Self, Invention: Honor Swinton Byrne and Joanna Hogg on the Carefully Drawn World of The Souvenir Part II

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Honor Swinton Byrne as Julie in The Souvenir Part II, now playing in theaters. Photo: Josh Barrett

Fans of 2019’s critically acclaimed The Souvenir can now return to director Joanna Hogg’s keenly observed and precisely drawn world of 1980s England with The Souvenir Part II. Envisioned as a pair of films from the start, the diptych’s scant plotting belies its minute shifts in tone and pure emotional power. In the first film, Julie, a young film student, is swept up in a romance with a charismatic if slippery older man, Anthony; part two traces the fallout from that relationship as she tries to fill the void he leaves and find her creative voice.

It’s a tender tale—much of it drawn from Hogg’s own life—about the surprising and at times confounding incidents of youth that haunt us for the remainder of our lives; the efforts to unravel those mysteries and spin them into art; and the bewildering process of creation, including the invention of our adult selves. 

Part II is a love letter to cinema and a testament to its restorative powers, and asking Hogg about her inspirations is like tugging at a lengthy daisy chain of hyper-stylized references: The Red Shoes, 8 1/2, Hitchcock’s Suspicion, golden-era musicals like Cover Girl and Lady in the Dark but also darker, more recent musicals like All That Jazz and New York, New York (directed by Hogg’s mentor, Martin Scorsese, who also executive produced both Souvenir films). 

“It was a decision I made with both parts to watch and think about the films that I loved when I was making my graduation film, because I wanted the influences to be the same,” Hogg tells me via Zoom from New York, where Part II screened at the New York Film Festival. “I was conjuring up my world as an early-20-something again.” Both films are mostly colored in the washed-out palette of an especially dreary England, but toward the end of Part II, the film leaps head-first into the unconscious; transforming for a few brief moments into a Technicolor fever dream of sublimated emotions—a looking-glass version of Julie’s life up to that point that leaves you agog. That film-within-a-film was inspired by Hogg’s own student work, starring a then-unknown actor: Hogg’s childhood friend Tilda Swinton.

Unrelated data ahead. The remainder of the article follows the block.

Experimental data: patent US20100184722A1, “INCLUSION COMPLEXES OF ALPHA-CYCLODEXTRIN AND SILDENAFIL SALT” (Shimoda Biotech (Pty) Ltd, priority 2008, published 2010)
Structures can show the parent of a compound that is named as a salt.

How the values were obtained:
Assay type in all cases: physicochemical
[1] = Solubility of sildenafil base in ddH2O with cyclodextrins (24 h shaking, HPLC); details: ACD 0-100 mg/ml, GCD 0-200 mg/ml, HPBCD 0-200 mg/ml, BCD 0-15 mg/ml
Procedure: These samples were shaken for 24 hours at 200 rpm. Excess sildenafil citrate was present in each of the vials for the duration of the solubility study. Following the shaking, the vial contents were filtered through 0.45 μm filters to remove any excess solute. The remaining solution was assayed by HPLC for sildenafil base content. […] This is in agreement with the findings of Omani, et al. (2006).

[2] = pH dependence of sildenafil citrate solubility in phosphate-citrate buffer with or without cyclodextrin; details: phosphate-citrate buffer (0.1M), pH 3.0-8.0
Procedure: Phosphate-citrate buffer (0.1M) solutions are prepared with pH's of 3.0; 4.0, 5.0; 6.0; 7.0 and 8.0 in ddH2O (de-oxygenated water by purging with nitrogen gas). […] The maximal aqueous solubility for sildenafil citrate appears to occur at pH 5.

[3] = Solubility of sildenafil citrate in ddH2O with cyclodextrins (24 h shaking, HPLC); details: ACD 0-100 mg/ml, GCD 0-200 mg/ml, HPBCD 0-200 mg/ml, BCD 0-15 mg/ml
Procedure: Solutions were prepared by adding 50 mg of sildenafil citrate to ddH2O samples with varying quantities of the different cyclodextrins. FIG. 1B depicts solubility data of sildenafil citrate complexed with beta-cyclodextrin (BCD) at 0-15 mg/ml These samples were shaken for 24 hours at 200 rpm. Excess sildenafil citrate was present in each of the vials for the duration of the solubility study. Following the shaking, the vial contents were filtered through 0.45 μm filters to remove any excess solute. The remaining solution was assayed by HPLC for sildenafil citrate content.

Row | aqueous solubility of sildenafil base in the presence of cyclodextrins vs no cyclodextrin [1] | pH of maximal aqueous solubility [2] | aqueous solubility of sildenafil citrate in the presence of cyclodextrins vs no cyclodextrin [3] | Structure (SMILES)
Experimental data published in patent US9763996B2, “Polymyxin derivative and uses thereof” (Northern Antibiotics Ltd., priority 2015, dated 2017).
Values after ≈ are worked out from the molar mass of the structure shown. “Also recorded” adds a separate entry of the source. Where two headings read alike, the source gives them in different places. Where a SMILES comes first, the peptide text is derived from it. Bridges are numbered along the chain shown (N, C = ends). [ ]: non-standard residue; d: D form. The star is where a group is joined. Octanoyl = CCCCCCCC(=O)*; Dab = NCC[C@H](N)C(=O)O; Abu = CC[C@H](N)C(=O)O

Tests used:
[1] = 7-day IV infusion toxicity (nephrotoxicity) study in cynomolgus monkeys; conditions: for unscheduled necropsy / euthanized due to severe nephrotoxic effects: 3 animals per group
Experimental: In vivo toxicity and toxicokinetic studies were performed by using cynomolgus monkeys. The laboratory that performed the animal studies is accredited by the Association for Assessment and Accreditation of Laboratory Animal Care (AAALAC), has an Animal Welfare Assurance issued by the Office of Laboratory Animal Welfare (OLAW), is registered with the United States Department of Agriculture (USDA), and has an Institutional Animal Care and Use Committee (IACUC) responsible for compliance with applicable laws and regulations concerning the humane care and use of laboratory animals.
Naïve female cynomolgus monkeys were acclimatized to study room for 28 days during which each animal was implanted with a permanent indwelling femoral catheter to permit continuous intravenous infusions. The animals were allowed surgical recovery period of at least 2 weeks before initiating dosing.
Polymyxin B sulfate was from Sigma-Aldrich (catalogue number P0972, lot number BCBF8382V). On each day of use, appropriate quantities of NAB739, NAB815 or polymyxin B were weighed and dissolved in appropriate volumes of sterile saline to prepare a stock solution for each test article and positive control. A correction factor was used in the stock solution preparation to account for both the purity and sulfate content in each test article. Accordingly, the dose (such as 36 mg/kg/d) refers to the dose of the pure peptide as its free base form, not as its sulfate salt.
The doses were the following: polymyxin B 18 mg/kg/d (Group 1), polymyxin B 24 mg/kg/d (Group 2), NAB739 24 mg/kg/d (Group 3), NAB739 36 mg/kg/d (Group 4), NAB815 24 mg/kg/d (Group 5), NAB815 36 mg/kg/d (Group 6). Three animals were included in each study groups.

For the role of Julie, Hogg cast Honor Swinton Byrne, Swinton’s daughter, in her first major acting job, mere weeks before the first film began production. With no formal acting training, the then-19-year-old marinated in Hogg’s film references, as well as in artworks (Fragonard’s The Souvenir, of course, the films’ namesake), books, photographs, even Hogg’s diaries and therapist’s notes. Not to mention the film’s soundtrack—everything from Erasure, Mick Ronson, and the Eurythmics to Bartók’s Bluebeard’s Castle—which Hogg says has a “madeleine-like quality of transporting one back to a particular moment in time.”

Jaygann Ayeh, Ariane Labed, and Charlie Heaton as Julie’s classmates at film school in The Souvenir Part II.Josh Barrett

Swinton Byrne, now 24, didn’t find the period setting much of a stretch. “I feel like I grew up in the ’80s,” she says, speaking from Edinburgh. “I grew up listening to that music, watching those films, hearing about the period from my mum, and feeling quite connected to that time. I loved living in that time [on set], with the music and clothes.”